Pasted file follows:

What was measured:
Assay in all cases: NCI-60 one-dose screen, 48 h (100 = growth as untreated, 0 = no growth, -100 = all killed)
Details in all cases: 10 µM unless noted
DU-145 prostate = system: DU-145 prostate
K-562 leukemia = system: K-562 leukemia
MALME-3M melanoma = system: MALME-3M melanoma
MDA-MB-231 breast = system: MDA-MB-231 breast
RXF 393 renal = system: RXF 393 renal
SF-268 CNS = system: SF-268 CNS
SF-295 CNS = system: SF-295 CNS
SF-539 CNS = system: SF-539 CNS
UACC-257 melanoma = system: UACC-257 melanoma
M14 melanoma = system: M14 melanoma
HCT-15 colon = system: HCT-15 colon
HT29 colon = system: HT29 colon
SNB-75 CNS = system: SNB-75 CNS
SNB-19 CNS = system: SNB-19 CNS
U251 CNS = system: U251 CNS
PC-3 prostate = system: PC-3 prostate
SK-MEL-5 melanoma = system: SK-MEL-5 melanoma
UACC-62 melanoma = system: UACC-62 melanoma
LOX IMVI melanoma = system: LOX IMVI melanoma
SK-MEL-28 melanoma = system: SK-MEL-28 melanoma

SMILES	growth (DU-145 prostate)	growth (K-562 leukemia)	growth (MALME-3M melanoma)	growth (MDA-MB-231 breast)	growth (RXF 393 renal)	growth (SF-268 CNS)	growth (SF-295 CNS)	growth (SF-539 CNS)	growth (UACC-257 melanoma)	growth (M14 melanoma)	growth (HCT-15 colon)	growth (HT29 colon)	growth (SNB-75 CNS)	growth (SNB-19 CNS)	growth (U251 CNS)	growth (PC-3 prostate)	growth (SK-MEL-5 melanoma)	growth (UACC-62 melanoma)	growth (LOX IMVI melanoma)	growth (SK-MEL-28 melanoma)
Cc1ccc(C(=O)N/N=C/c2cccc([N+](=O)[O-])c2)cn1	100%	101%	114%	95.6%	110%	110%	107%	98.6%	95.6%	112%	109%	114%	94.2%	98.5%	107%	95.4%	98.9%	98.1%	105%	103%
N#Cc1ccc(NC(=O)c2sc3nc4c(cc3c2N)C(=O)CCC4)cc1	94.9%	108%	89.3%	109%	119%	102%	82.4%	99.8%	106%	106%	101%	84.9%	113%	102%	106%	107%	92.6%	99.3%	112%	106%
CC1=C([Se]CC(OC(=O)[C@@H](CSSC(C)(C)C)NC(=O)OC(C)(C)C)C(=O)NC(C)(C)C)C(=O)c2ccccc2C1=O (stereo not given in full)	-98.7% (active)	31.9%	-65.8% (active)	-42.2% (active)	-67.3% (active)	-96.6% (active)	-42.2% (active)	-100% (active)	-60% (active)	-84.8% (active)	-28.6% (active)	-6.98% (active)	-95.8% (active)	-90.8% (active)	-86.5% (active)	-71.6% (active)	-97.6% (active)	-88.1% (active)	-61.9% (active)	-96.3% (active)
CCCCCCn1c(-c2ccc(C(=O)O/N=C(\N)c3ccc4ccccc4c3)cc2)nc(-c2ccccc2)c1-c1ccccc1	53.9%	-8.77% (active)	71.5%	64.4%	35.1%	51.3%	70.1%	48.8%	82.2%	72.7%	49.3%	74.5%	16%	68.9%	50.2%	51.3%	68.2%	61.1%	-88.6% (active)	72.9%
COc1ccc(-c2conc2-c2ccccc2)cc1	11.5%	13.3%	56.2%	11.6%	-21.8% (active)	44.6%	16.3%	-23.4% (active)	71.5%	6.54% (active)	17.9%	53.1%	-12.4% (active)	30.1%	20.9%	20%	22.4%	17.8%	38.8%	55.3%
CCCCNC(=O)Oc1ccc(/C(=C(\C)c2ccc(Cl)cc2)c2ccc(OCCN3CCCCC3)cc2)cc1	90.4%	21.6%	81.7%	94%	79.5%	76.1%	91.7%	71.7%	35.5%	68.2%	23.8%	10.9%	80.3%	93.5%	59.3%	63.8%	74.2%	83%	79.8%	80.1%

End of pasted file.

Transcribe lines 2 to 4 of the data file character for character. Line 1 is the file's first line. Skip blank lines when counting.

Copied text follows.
Assay in all cases: NCI-60 one-dose screen, 48 h (100 = growth as untreated, 0 = no growth, -100 = all killed)
Details in all cases: 10 µM unless noted
DU-145 prostate = system: DU-145 prostate